"Effectively delegating to others is perhaps the single most powerful high-leverage activity there is." - Stephen Covey
Effective leaders look at every situation through a delegation lens.
When challenges arise at work, they immediately focus on mobilizing people and leveraging resources to achieve their goals. Despite having the skills to complete most tasks, successful leaders realize they must build the capacity of others to undertake problems as opposed to tackling issues in isolation.
Leaders should think of themselves as an orchestra conductor. Although conductors are supremely talented musicians, playing an instrument is not their role. Instead, conductors must ensure a group of musicians with different responsibilities produce one cohesive musical product.
Effective leadership is about conducting rather than doing.
During my first day as an assistant principal I was introduced to my secretary. After exchanging pleasantries I retreated to my office.
About five minutes later I asked myself: “So ... how exactly am I supposed to use my secretary?” I had never been in charge of other adults, let alone someone whose main purpose was to assist me with my work.
Beyond my first day of work, I have found the concept of shifting responsibility from myself to others to be among the steepest learning curves in my professional growth. Even when it is obvious I should not be doing a task, I still struggle to shift responsibility to others.
The more I mentor other leaders and speak to other bosses, it appears delegation is a universal issue. Whereas many leaders insist they are effective delegators, a close look at how they spend their time reveals many tasks that could - and should - be completed by others.
Why does delegation give school leaders fits? Here are three theories:
They don't know how: Most leaders simply have not been trained or mentored in delegation. When asked to reflect on leadership classes and mentoring programs, most administrators cannot recall spending much time on the topic. Despite its high-leverage potential, delegation is rarely a professional development focus.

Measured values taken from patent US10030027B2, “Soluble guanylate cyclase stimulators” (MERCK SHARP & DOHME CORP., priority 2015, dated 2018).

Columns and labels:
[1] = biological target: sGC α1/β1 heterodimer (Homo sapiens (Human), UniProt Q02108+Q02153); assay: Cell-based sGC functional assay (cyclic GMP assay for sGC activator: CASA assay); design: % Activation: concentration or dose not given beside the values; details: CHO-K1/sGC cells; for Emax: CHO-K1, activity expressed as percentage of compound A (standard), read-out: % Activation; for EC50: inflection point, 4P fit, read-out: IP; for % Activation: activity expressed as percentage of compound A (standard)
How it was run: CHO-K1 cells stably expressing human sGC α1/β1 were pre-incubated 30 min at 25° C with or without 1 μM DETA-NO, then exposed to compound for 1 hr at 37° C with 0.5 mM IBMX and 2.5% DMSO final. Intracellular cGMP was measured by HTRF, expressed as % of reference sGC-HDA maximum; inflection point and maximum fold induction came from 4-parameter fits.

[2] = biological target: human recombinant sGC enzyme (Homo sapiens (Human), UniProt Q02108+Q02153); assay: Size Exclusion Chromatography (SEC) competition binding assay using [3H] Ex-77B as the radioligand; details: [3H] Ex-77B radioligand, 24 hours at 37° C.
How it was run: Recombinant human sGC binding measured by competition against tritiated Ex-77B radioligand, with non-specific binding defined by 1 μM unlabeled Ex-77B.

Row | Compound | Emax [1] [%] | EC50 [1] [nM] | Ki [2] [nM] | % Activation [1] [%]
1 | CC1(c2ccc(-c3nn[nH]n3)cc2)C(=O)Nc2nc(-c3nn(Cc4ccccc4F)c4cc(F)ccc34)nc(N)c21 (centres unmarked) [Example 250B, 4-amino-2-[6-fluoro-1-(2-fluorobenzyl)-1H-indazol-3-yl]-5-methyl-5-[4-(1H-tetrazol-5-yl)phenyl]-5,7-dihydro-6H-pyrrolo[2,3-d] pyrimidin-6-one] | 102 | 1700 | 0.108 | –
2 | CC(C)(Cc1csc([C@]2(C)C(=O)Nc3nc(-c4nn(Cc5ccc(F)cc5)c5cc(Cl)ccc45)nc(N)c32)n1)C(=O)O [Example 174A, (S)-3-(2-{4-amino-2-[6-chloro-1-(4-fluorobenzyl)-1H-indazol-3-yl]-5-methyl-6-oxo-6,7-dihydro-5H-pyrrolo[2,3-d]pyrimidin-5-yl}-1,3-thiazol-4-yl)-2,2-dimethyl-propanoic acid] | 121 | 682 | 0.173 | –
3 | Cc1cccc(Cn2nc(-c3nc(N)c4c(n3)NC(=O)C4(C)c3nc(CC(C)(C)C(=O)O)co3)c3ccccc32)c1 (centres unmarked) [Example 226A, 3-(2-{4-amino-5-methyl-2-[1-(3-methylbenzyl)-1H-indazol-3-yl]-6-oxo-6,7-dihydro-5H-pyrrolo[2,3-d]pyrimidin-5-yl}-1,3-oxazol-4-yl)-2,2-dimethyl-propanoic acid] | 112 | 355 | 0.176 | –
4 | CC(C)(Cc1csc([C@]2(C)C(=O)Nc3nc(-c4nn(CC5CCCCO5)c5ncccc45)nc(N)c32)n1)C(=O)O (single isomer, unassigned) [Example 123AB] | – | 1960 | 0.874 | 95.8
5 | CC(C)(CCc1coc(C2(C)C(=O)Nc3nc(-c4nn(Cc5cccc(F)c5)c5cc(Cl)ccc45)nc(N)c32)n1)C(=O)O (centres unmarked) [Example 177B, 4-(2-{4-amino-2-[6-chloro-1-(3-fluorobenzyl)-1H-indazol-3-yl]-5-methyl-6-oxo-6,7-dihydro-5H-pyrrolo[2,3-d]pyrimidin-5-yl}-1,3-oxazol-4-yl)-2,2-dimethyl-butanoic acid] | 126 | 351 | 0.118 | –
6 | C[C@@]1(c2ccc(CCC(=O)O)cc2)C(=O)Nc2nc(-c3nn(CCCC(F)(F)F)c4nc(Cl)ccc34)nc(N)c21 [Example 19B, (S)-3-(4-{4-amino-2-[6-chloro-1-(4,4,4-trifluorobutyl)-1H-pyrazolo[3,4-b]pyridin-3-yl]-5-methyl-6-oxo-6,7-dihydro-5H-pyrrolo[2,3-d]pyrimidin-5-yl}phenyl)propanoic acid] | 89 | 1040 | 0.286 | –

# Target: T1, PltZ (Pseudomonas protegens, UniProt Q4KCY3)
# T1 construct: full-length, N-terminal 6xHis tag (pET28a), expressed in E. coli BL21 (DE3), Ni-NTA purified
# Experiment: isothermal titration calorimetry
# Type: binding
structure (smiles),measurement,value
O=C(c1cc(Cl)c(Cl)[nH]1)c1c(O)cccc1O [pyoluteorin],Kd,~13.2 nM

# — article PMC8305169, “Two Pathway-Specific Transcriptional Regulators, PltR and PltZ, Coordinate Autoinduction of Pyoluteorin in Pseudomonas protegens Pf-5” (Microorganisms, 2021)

They don't want to give up power: Delegating tasks often feels like giving up authority. For example, many administrators (myself included) love building the maser schedule and resist giving up this assignment. Unfortunately, managerial duties like scheduling should be delegated by leaders whenever possible.
They are too nice: When bosses identify low-value activities that should be delegated, they often skip these conversations for two reasons. First, leaders are concerned they will be viewed as "lazy" by transferring responsibilities. Second, leaders are nervous that re-assigning duties will create conflict with employees.
There are countless "best practice" suggestions for delegation. Rather than take a deep dive into specifics, here is an easy rule of thumb to follow: The 80 Percent Rule.
This rule implies if you have someone on staff who can do a task 80 percent as well as you can, delegate it. Clearly, there are some tasks that only school administrators should do (e.g., employee evaluation, severe student discipline, etc.). However, in many other cases this rule of thumb should guide delegation decisions.
For example, for many years I loved getting up in front of staff and leading professional development. As a proud instructional leader, I found great pleasure in teaching staff how to improve instructional practice. But when I moved into superintendency, I quickly realized we had district employees who were very talented - at least 80% of my capabilities - at leading professional development. Although it was difficult to give up control, relinquishing those duties has allowed me to focus on reinforcing our district vision and core values during whole-group gatherings.
Individuals who move into school administration quickly realize they have a lot on their plate.
Those who don't delegate get stuck in the details and create massive inefficiencies in their organization. Likewise, those who delegate build confidence in others and free themselves to do their most critical work.
Are you playing an instrument or conducting the orchestra?